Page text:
# Length between edge of ball supporting a ramp and a wall without similar triangles

1. Sep 2, 2007

### GloryUs

1. The problem statement, all variables and given/known data
A ramp is made by laying one end of a board on the level floor and the other end on top of a 4.0-foot-high wall, which is 8.0 horizontal feet away. A 3.0 foot-in-diameter ball is rolled under the ramp until it is wedged between the underside of the ramp and the floor. How far (horizontally) from the wall is the point where the ball rests on the floor?

***A photo of the diagram is attached***

2. Relevant equations
Any equation may be used except for similar triangles.

The answer (given at the bottom of the worksheet) is 1.6 ft
I have to find out how to get there

3. The attempt at a solution
Every technique I have tried to solve this problem ends up giving me the answer of 2 ft, which is what the answer would be if I used similar triangles.

*When looking at the diagram, it is easy to see that the length in question is just a little longer than 1.5 (the radius of the ball)

*Some attempts I have had are...
-Use the lengths given on the large triangle to create a tangent equation and get the smallest angle measurement (26.5651 degrees), which also provides me with the 3rd angle measurement (63.4349 degrees). Then I used the law of sines to (sin26.5651/3.0 = sin63.4349/x) to get the second-leg-length of the smaller triangle. That equation gave me the answer 6. When subtracted from the longer-leg-length of the larger triangle, the final result is 2, which isn't right.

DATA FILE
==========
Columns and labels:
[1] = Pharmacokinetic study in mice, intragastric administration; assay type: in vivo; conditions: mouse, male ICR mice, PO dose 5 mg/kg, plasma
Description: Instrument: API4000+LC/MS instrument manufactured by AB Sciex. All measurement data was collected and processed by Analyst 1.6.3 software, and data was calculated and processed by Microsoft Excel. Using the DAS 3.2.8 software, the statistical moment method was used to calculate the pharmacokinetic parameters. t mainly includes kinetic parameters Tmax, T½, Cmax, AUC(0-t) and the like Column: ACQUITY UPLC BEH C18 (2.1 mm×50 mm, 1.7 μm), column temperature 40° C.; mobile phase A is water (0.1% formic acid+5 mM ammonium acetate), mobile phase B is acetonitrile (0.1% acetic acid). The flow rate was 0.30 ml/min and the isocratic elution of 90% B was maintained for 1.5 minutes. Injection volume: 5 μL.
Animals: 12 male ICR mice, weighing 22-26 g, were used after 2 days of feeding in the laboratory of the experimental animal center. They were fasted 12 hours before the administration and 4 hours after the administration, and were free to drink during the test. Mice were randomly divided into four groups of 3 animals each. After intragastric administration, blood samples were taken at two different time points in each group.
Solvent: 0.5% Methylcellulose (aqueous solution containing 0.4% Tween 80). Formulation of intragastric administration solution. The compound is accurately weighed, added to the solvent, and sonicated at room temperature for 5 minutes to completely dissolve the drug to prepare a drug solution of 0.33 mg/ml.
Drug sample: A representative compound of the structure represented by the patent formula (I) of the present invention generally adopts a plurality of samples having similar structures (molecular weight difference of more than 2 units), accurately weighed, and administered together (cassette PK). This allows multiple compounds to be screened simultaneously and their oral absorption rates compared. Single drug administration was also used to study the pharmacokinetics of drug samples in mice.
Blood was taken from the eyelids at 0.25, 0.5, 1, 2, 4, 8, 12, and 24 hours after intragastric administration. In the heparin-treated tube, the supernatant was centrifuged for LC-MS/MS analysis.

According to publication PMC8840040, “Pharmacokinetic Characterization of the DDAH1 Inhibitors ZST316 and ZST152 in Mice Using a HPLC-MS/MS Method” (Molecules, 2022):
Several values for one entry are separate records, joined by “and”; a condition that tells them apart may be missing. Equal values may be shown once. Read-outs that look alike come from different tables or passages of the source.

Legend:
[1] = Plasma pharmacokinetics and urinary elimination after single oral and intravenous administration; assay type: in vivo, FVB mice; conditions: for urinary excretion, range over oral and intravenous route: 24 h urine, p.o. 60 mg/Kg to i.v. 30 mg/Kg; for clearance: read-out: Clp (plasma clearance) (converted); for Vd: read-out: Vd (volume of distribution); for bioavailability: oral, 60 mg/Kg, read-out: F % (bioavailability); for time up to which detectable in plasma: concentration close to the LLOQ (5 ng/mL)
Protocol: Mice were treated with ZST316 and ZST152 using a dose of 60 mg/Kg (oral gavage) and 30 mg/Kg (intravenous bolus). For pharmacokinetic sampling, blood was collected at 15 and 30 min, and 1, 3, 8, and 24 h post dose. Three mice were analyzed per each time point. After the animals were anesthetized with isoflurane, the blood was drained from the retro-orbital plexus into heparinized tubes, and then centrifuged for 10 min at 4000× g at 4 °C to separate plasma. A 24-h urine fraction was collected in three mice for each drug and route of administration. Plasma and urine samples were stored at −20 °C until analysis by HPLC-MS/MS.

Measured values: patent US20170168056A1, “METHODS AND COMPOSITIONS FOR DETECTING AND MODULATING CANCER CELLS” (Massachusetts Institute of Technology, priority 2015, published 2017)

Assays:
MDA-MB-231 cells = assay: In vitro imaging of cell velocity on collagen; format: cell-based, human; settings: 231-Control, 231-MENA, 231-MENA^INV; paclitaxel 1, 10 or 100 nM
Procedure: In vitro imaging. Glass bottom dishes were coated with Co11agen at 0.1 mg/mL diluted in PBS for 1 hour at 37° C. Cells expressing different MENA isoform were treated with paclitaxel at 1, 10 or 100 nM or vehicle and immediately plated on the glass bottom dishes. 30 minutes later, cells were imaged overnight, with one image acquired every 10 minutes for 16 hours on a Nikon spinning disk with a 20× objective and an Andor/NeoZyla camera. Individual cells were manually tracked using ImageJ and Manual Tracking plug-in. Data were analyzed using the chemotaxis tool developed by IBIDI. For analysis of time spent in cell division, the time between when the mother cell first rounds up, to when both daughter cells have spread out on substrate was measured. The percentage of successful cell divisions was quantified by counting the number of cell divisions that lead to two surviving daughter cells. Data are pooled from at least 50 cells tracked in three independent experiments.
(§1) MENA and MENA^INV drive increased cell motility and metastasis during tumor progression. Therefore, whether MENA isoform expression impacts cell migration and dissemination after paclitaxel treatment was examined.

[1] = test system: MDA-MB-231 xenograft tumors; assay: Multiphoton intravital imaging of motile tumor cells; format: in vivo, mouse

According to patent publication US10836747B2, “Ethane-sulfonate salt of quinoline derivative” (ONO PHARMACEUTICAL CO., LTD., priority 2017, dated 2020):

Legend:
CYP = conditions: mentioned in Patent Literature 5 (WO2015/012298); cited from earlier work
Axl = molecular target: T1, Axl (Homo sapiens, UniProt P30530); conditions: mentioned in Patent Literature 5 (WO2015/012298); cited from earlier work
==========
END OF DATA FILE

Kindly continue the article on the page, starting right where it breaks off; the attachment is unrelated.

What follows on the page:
-Try and incorporate the area of the circle with the area of the triangle with known sides. I couldn't get that to work, I just got the area of the triangle that surrounds the circle.

-Create equations for each triangle and set them equal to each other. After finding the hypotenuse of the large triangle (8.94427 ft), I created the equation 73-16x+x^2 = 8.94 - sq.rt.(x^2+1), and from there I got stuck.

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2. Sep 2, 2007

### learningphysics

Is this a geometry class? What section are you studying... the way I get the answer uses two angles that are congruent... in a way, it is using similar (actually congruent) triangles, so I don't know if it is allowed.

Are there specific theorems that you are allowed to use? Not being able to use similar triangles in any way is hard...

3. Sep 2, 2007

### GloryUs

This problem is from a worksheet the Physics teacher gave everyone to complete over the summer, so there isn't any specific section that he gave us to help with this problem.

When he said we can't use similar triangles, I can only imagine he meant we can't set up a ratio between the sides of one triangle to another to get our answer. I think other aspects of similar triangles can be used though, like the congruent angles.

Did you get the answer 1.6 using congruent angles?

4. Sep 2, 2007

### learningphysics

Yes... specifically if you draw a line from the center of the circle, to that vertex of the triangle (ie where the two tangents to the circle join)... that line bisects the angle... you can use that to find the distance you need...

you know that angle... plus you know the radius of the circle... you can get the distance you need.

5. Sep 2, 2007

### GloryUs

Thank you so much! I really appreciate you helping me out. : )